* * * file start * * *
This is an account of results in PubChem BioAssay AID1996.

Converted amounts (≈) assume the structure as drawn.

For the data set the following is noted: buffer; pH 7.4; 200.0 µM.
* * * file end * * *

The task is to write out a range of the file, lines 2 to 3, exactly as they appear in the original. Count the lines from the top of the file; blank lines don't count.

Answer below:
Converted amounts (≈) assume the structure as drawn.

For the data set the following is noted: buffer; pH 7.4; 200.0 µM.